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A seedling has popped up in one of my planters (acid soil; Toronto, Ontario).

What is it?


June 4, 2020:

enter image description here


June 20, 2020:

enter image description here

enter image description here

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    $\begingroup$ it's a kind of tree, perhaps a kind of oak. ask.extension.org/questions/332861 $\endgroup$ – aliential Jun 4 at 21:02
  • $\begingroup$ @com.prehensible The leaves look opposite. Are there Oaks with opposite leaves? $\endgroup$ – Wilson Jun 5 at 14:44
  • $\begingroup$ Yes i wasn't that convinced either that it's an oak, it just has a lot in common and also some differences. You could tell straight away from it's woodyness and toughness if its a tree by feeling it, if its twiggy its a tree, time will tell. $\endgroup$ – aliential Jun 6 at 17:39
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An extension of com.prehensible's comment -- your sapling could be a bur oak. It is older than the seedling pictured below, but retains a similar cotyledon. The range of this species includes Ontario.

seedling bur oak

bur oak seedling
Photo by Todd Dwyer, via Flickr
(please ignore the image artifact -- an effect of resizing)

Your photo appears to show the tree at a stage after the seedling shown above and before the more mature sapling shown here:

sapling bur oak

bur oak sapling
Photo by John T. Fowler, Alamy Stock Photo

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    $\begingroup$ Thanks! For what it's worth, an aquaintance had this comment: "...I don't think it's an oak of any species, since it has normal cotyledon (seed) leaves above ground. Oak cotyledons are modified to store food for the seedling, so they don't resemble leaves and usually don't emerge from the acorn. I don't think the example photo posted to Stack Exchange is an oak either." ... Food for thought? $\endgroup$ – Wilson Jun 5 at 19:05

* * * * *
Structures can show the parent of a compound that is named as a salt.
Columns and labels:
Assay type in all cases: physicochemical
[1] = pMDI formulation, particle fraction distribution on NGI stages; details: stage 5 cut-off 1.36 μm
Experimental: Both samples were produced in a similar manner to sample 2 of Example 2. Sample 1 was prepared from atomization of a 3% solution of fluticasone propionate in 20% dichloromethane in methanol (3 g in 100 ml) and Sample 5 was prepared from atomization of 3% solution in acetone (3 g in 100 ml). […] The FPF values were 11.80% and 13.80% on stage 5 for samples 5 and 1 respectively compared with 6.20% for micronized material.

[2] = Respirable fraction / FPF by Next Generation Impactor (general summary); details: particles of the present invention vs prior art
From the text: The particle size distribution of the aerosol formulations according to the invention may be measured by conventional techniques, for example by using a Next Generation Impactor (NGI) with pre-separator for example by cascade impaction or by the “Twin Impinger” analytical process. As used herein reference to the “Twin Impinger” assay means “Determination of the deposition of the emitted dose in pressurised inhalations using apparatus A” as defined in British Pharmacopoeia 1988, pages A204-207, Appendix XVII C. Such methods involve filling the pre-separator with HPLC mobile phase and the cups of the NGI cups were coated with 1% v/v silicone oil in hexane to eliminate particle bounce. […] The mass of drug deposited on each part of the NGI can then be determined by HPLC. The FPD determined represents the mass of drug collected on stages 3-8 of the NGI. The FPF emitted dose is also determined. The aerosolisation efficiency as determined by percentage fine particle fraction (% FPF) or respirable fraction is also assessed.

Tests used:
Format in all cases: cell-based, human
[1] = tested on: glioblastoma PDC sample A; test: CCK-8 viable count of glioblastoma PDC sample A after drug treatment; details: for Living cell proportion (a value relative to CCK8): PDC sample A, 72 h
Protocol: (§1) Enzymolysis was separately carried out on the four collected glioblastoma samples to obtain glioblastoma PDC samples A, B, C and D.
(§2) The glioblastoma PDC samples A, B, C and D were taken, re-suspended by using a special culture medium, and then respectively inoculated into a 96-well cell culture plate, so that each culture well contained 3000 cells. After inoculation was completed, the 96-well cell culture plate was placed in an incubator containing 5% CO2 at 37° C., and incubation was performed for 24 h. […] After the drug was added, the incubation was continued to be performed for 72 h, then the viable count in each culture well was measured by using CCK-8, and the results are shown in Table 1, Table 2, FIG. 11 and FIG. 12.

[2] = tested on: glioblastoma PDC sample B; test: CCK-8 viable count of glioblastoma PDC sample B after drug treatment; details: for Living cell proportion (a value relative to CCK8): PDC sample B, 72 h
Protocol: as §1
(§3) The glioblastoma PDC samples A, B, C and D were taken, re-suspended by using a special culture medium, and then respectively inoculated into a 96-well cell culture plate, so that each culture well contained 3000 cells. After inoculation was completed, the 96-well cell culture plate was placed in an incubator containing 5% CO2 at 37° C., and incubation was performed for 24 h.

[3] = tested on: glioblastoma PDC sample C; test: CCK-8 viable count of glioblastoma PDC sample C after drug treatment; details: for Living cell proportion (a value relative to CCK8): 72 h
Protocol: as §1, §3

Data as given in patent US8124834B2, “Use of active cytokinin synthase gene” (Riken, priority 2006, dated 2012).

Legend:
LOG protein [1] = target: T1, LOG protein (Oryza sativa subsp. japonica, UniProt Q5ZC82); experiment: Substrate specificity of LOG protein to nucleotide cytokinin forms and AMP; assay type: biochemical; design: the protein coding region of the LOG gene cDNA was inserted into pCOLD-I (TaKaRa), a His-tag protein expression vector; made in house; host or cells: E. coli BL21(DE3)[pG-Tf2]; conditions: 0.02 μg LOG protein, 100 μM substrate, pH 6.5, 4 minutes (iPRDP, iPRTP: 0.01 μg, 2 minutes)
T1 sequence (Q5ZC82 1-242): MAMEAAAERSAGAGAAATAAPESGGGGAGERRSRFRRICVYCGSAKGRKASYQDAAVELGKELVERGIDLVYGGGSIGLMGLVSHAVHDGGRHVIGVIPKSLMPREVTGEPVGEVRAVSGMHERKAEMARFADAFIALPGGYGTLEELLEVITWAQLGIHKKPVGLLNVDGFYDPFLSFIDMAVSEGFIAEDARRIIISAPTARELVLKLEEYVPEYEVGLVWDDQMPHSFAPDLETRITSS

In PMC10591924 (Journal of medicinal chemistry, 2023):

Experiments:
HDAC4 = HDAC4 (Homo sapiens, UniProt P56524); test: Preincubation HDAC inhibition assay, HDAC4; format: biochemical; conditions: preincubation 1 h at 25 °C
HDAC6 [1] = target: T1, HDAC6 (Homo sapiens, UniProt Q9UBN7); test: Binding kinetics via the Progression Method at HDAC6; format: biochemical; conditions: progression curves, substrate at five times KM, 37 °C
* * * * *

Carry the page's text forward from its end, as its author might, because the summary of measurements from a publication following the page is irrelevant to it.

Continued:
• $\begingroup$ Seedling emergence patterns - PDF: "...the cotyledons remain underground and the stem (epicotyl) emerges above ground. This pattern is called hypogeous. Large seeded plants like Kentucky coffeetree and oaks tend to have hypogeous germination." $\endgroup$ – Wilson Jun 5 at 19:15
  • $\begingroup$ ..."the first photo is not an oak. The second one (the older plant) is an oak, but the bristles on the leaf lobes mean it's not a bur oak." $\endgroup$ – Wilson Jun 5 at 19:21
  • $\begingroup$ A diagram from The Woody-plant Seed Manual - United States Forest Service -- Google Books link here. $\endgroup$ – Wilson Jun 5 at 19:24
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    $\begingroup$ @Wilson it sounds like your acquaintance is quite knowledgable! I don’t suppose you can convince her/him to make an account on biology.SE? ;) $\endgroup$ – Dirigible Jun 5 at 20:07
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With regard to the seedling being an oak, just gently excavate around the stem - the acorn will still be there to identify. You can do this without hurting the roots.

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The hairy stem and leaf pattern remind me of elms. Wikipedia has an example of american elm seedlings which look quite similar to what you have to me:

Seedlings of Ulmus americana

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